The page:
125678011

Now, here is another string:
125,67,8,0,11

The second string allows you to know where to break it, using strtok() to get tokens. With the tokens, you can call atoi() to get integer values that the servos can be moved to.

njkl44


This works with what I presume is your data:

Code: [Select]
/*

Author: Nick Gammon
Date:   2nd February 2012

example input: .123,100,92,42,99/

*/

// how much serial data we expect before a terminator
const unsigned int MAX_INPUT = 100;
const char TERMINATOR = '/';
const char STARTER = '.';

void setup ()
{
  Serial.begin(115200);
} // end of setup

int middle, thumb, ring, pointer, rotation;

// here to process incoming serial data after a terminator received
void process_data (char * data)
  {

  // convert strings into numbers:

  middle = atoi (strtok (data, ","));
  thumb = atoi (strtok (NULL, ","));
  ring = atoi (strtok (NULL, ","));
  pointer = atoi (strtok (NULL, ","));
  rotation = atoi (strtok (NULL, ","));
 
// control the servos here!

// for now I am displaying what I got ...

  Serial.print ("middle = ");
  Serial.println (middle);
  Serial.print ("thumb = ");
  Serial.println (thumb);
  Serial.print ("ring = ");
  Serial.println (ring);
  Serial.print ("pointer = ");
  Serial.println (pointer);
  Serial.print ("rotation = ");
  Serial.println (rotation);
 
  }  // end of process_data
 

void loop()
{
static char input_line [MAX_INPUT];
static unsigned int input_pos = 0;

  if (Serial.available () > 0)
    {
    char inByte = Serial.read ();

    switch (inByte)
      {

      case TERMINATOR:   // end of text
        input_line [input_pos] = 0;  // terminating null byte
       
        // terminator reached! process input_line here ...
        process_data (input_line);
       
        // reset buffer for next time
        input_pos = 0; 
        break;
 
      case STARTER: 
        // reset buffer
        input_pos = 0;       
        break;
 
      default:
        // keep adding if not full ... allow for terminating null byte
        if (input_pos < (MAX_INPUT - 1))
          input_line [input_pos++] = inByte;
        break;

      }  // end of switch

  }  // end of incoming data

  // do other stuff here like testing digital input (button presses) ...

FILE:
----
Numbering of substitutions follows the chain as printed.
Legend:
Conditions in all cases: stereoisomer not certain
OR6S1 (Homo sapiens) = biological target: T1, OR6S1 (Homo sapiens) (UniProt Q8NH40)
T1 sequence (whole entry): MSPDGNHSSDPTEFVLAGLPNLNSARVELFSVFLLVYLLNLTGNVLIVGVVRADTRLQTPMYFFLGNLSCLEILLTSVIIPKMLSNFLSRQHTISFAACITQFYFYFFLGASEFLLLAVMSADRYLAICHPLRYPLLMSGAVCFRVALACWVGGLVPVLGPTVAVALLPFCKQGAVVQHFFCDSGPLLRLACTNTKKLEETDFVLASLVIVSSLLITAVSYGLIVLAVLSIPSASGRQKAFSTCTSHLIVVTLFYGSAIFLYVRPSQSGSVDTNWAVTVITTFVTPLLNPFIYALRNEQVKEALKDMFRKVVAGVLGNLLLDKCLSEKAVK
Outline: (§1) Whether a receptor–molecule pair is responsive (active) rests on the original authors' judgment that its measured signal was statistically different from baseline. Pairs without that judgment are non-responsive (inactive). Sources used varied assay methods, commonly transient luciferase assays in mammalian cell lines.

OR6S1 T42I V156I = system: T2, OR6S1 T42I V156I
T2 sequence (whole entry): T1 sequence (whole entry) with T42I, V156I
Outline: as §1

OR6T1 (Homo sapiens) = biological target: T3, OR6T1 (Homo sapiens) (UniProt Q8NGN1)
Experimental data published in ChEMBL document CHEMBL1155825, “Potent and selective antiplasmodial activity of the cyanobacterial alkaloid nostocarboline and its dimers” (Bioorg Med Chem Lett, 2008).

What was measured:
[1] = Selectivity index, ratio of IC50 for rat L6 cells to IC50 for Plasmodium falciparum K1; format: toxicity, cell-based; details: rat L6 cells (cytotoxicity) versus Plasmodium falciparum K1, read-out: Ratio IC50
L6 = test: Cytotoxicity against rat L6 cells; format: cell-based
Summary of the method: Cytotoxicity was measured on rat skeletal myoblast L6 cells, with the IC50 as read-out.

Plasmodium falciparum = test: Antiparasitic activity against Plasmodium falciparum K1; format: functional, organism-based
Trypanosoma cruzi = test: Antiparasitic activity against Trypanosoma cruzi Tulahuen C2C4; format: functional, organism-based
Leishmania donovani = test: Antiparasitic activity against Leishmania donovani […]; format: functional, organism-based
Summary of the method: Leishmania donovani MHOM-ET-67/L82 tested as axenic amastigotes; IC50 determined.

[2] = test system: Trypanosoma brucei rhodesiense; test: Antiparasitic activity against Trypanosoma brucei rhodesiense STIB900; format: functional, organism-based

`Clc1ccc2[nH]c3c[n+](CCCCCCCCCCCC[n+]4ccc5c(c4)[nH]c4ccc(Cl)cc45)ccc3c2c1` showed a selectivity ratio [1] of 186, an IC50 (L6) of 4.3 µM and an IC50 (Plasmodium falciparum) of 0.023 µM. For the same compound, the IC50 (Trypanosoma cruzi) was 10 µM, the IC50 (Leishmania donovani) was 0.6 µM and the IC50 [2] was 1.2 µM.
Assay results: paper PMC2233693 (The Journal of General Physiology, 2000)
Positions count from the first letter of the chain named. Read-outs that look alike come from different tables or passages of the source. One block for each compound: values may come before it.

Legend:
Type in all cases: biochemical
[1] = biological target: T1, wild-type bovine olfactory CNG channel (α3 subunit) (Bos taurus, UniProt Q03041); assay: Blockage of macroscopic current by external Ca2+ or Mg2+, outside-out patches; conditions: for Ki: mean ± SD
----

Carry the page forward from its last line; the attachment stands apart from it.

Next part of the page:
}  // end of loop


Quote
if (Serial.available () > 0)            **change this to something like:  if (Serial.available () > 8) because there are 9 characters **


No. It gets a byte at a time. That's the WHOLE idea.

Quote
char inByte = Serial.read ();              **times this by 9? **


No. It adds to a buffer. You don't do 9 reads. How do you know it is 9? How do you know in advance if you are getting 1-digit, 2-digit, 3-digit numbers? Try to think through what you are sending.

So luckily i was reading this over and i saw that there was more code that you posted. code doesnt seem to be very mobile friendly. I added in the servo part and everything. does this look good? do i need the flash(); function if im going to send at 9600?
Code: [Select]
#include <Servo.h>

Servo myservo1;  // create servo object to control a servo
Servo myservo2;
Servo myservo3;
Servo myservo4;
Servo myservo5;
Servo myservo6;
Servo myservo7;

// how much serial data we expect before a terminator
const unsigned int MAX_INPUT = 100;
const char TERMINATOR = '/';
const char STARTER = '.';

void setup ()
{
  Serial.begin(9600);
 
   myservo1.attach(2); //middle
   myservo2.attach(3); //thumb
   myservo3.attach(4); //ring
   myservo4.attach(5); //pinky
   myservo5.attach(6); //pointer
   myservo7.attach(7); //swivel
} // end of setup

int middle, thumb, ring, pointer, rotation;

// here to process incoming serial data after a terminator received
void process_data (char * data)
  {

  // convert strings into numbers:

  middle = atoi (strtok (data, ","));
  thumb = atoi (strtok (NULL, ","));
  ring = atoi (strtok (NULL, ","));
  pointer = atoi (strtok (NULL, ","));
  rotation = atoi (strtok (NULL, ","));
 
    myservo1.write(middle);
    myservo2.write(thumb);
    myservo3.write(ring);
    myservo4.write(ring);
    myservo5.write(pointer);
    myservo7.write(rotation);

// for now I am displaying what I got ...

  Serial.print ("middle = ");
  Serial.println (middle);
  Serial.print ("thumb = ");
  Serial.println (thumb);
  Serial.print ("ring = ");
  Serial.println (ring);
  Serial.print ("pointer = ");
  Serial.println (pointer);
  Serial.print ("rotation = ");
  Serial.println (rotation);
 
  }  // end of process_data
 

void loop()
{
static char input_line [MAX_INPUT];
static unsigned int input_pos = 0;

  if (Serial.available () > 0)
    {
    char inByte = Serial.read ();

    switch (inByte)
      {

      case TERMINATOR:   // end of text
        input_line [input_pos] = 0;  // terminating null byte
       
        // terminator reached! process input_line here ...
        process_data (input_line);
       
        // reset buffer for next time
        input_pos = 0; 
        break;
 
      case STARTER: 
        // reset buffer
        input_pos = 0;       
        break;
 
      default:
        // keep adding if not full ... allow for terminating null byte
        if (input_pos < (MAX_INPUT - 1))
          input_line [input_pos++] = inByte;
        break;

      }  // end of switch

  }  // end of incoming data

  // do other stuff here like testing digital input (button presses) ...

}  // end of loop

Nick Gammon


So luckily i was reading this over and i saw that there was more code that you posted. code doesnt seem to be very mobile friendly.


It was indeed lucky that you read the code I posted. Otherwise my time would have been wasted.